A lost girl in a lost film

Tale's raw realism reflects punk era

Published: May 21 2014, 01:01:am

Wednesday, December 7, 1983.
NO LOOKING BACK. Filmed as CeBe (1979). Also released as Out of the Blue (1980), Co-written by Leonard Yakir, Brenda Nielson and Gary Jules Jouvenat. Music by Tom Lavin and Neil Young. Co-written and directed by Dennis Hopper. Running time: 91 minutes. Restricted entertainment with the B.C. Classifier's warning:  frequent very coarse language, occasional violence, nudity and suggestive scenes.
CINDY "CEBE" BARNES (Linda Manz) is a different kind of valley girl.  A bad seed fallen on hard ground, she knows the day she crosses the Port Mann Bridge that there is No Looking Back.
    Dad, an alcoholic ex-trucker named Don (Dennis Hopper), is also an ex-con. He's just served a five-year stretch for taking out a stalled school bus with his 18-wheeler while under the influence.
    Mom is a drug-addicted roadhouse waitress named Kathy (Sharon Farrell). "There are two kinds of men," she tells her 15-year-old daughter. "Wild and sexy dancing men, and your providers."
    Crossing that bridge, CeBe experiences the larger reality of men, music and urban angst. The closest she gets to a positive role model is Dr. Brean (Raymond Burr), the kindly psychiatrist who attempts to counsel the troubled teen during her brief contact with the social services system.
    Made here [Vancouver] as CeBe, No Looking Back was screened in competition at the 1980 Cannes Film Festival as Out of the Blue. Initially denied Canadian certification by Ottawa's near-sighted cultural czars, it had the distinction of playing the festival without official nationality.
    Entirely financed in Western Canada, the picture is set in a clearly recognizable Vancouver. Featured are the Ridge Theatre, Eric Hamber Secondary School, innumerable stubby beer bottles and a performance by the Pointed Sticks punk-rock band.
    Even so, the feds self-righteously snorted that it wasn't true "Canadian" (read "Toronto") culture. This, mark you, from the same clowns who have bestowed their bureaucratic blessings on such exemplars of the national anima as Screwballs (1983), Spring Fever (1982) and the ever-popular Death Ship (1980).    
     At the centre of the storm was Dennis Hopper, an American actor whose career was built on youthful resentments. Between his screen debut in Rebel Without a Cause (1956) and his directorial debut with Easy Rider (1969), he hung out with the guys making movies for exploitation director Roger Corman — Peter Fonda, Jack Nicholson and Francis Ford Coppola.
    When Hopper took over as director from No Looking Back's Canadian screenwriter Leonard Yakir, all hell broke loose in the Eastern offices of the Canadian cultural Establishment. In retrospect, his picture's bleak, dead-end outlook nicely captures the cultural alienation faced by both a generation and a region living outside an officially designated "centre of excellence."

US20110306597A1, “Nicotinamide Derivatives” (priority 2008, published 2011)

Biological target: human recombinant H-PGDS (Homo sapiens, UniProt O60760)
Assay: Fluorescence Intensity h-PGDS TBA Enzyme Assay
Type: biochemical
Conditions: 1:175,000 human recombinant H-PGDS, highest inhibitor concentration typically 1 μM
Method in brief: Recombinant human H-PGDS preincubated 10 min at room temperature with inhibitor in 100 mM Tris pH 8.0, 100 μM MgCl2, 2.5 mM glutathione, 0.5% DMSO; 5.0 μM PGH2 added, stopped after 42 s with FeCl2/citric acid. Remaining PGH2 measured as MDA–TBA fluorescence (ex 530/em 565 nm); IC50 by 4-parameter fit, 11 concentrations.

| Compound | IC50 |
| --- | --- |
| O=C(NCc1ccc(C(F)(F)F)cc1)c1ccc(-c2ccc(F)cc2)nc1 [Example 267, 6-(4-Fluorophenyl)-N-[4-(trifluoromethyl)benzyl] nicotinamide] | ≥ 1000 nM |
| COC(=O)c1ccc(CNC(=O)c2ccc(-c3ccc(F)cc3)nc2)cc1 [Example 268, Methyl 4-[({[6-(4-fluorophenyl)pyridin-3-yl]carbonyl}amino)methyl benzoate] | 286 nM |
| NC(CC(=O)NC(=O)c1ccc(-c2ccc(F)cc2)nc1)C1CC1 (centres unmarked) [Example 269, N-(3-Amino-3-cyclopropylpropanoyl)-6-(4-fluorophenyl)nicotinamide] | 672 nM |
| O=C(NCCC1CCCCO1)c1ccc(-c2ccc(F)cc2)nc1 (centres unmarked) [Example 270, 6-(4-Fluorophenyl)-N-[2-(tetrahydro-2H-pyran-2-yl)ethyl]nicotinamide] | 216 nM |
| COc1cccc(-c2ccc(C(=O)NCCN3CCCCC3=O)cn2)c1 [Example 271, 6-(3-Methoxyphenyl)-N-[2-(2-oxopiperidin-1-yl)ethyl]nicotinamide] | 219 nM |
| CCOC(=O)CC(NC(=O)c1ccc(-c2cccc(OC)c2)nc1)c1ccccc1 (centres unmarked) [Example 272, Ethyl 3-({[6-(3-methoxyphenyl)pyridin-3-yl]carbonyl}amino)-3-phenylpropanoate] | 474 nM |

Here, Hopper foreshadows Coppola's return to their teen exploitation roots with his S.E. Hinton adaptations. A rougher, nastier vision than 1983's Rumble Fish, Hopper's nihilistic picture offers Manz, a female Matt Dillon, who tells us that her problem is that "Elvis died on me."
    What CeBe needs is a role model. She rejects her mother's
 dependent, sex-centred brand of femininity, and has elevated her absent father into a kind of punk rebel sainthood.
    Only when dad returns does she see him for what he really is: a sick, sad, self-destructive psychotic. An unpretty urban melodrama, No Looking Back is a slice of defiantly unofficial Canadian culture.

The above is a restored version of a Province review by Michael Walsh originally published in 1983. For additional information on this archived material, please visit my FAQ.

Afterword: Born in 1917, Raymond Burr made his Hollywood film debut in 1946 as a supporting player in B movies. Before 1957, he was best known for co-starring opposite James Stewart (as the villain in Alfred Hitchcock's 1945 thriller Rear Window) and Godzilla, King of the Monsters (1956). His breakthrough came on television, where he played Los Angeles defence attorney Perry Mason for nine seasons (1957-66). He followed that with an eight-season run as the San Francisco police detective Ironside (1967-75). In 1985, he did his second Godzilla feature, and returned to the Mason role in a made-for-TV movie called Perry Mason Returns. Its success resulted in a series of 25 more, made between 1986 and 1993, with the first two — The Case of the Notorious Nun and The Case of the Shooting Star — filmed in Vancouver. In 1987, the franchise would move to Denver, Colorado, its home for 23 more features. In addition to his appearance in CeBe/Out of the Blue/No Looking Back, he visited B.C. to co-star in Showdown at Williams Creek,  a 1991 western originally titled The Legend of Kootenai Brown. The chequered tale of No Looking Back's 1979 production in Vancouver is a story that Reeling Back will tell at another time.